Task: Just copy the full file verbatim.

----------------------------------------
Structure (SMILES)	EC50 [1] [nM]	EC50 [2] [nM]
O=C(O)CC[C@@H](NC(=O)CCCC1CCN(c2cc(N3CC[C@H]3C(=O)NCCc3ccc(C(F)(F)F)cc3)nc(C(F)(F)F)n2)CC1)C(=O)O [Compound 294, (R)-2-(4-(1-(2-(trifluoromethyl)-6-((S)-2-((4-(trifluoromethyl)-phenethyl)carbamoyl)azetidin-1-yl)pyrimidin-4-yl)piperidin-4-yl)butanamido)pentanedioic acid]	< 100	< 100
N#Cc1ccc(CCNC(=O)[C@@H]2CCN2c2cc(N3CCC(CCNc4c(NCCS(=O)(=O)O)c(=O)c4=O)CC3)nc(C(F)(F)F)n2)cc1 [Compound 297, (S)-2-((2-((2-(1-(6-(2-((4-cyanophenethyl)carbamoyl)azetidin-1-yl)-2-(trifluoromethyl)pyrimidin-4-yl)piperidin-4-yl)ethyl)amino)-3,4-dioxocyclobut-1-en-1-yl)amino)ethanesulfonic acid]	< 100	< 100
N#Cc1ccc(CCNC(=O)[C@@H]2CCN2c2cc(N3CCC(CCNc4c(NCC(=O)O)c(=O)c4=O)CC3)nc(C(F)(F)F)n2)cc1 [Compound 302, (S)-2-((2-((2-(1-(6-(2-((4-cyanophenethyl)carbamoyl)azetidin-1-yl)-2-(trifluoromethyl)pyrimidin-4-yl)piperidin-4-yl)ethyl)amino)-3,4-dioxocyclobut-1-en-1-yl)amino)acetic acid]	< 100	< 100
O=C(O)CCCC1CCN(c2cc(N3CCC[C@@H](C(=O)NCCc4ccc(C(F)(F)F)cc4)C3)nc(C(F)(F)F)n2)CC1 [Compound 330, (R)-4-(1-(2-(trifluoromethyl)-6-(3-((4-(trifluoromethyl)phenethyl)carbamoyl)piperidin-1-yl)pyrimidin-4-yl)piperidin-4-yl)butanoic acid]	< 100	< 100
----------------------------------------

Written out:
Structure (SMILES)	EC50 [1] [nM]	EC50 [2] [nM]
O=C(O)CC[C@@H](NC(=O)CCCC1CCN(c2cc(N3CC[C@H]3C(=O)NCCc3ccc(C(F)(F)F)cc3)nc(C(F)(F)F)n2)CC1)C(=O)O [Compound 294, (R)-2-(4-(1-(2-(trifluoromethyl)-6-((S)-2-((4-(trifluoromethyl)-phenethyl)carbamoyl)azetidin-1-yl)pyrimidin-4-yl)piperidin-4-yl)butanamido)pentanedioic acid]	< 100	< 100
N#Cc1ccc(CCNC(=O)[C@@H]2CCN2c2cc(N3CCC(CCNc4c(NCCS(=O)(=O)O)c(=O)c4=O)CC3)nc(C(F)(F)F)n2)cc1 [Compound 297, (S)-2-((2-((2-(1-(6-(2-((4-cyanophenethyl)carbamoyl)azetidin-1-yl)-2-(trifluoromethyl)pyrimidin-4-yl)piperidin-4-yl)ethyl)amino)-3,4-dioxocyclobut-1-en-1-yl)amino)ethanesulfonic acid]	< 100	< 100
N#Cc1ccc(CCNC(=O)[C@@H]2CCN2c2cc(N3CCC(CCNc4c(NCC(=O)O)c(=O)c4=O)CC3)nc(C(F)(F)F)n2)cc1 [Compound 302, (S)-2-((2-((2-(1-(6-(2-((4-cyanophenethyl)carbamoyl)azetidin-1-yl)-2-(trifluoromethyl)pyrimidin-4-yl)piperidin-4-yl)ethyl)amino)-3,4-dioxocyclobut-1-en-1-yl)amino)acetic acid]	< 100	< 100
O=C(O)CCCC1CCN(c2cc(N3CCC[C@@H](C(=O)NCCc4ccc(C(F)(F)F)cc4)C3)nc(C(F)(F)F)n2)CC1 [Compound 330, (R)-4-(1-(2-(trifluoromethyl)-6-(3-((4-(trifluoromethyl)phenethyl)carbamoyl)piperidin-1-yl)pyrimidin-4-yl)piperidin-4-yl)butanoic acid]	< 100	< 100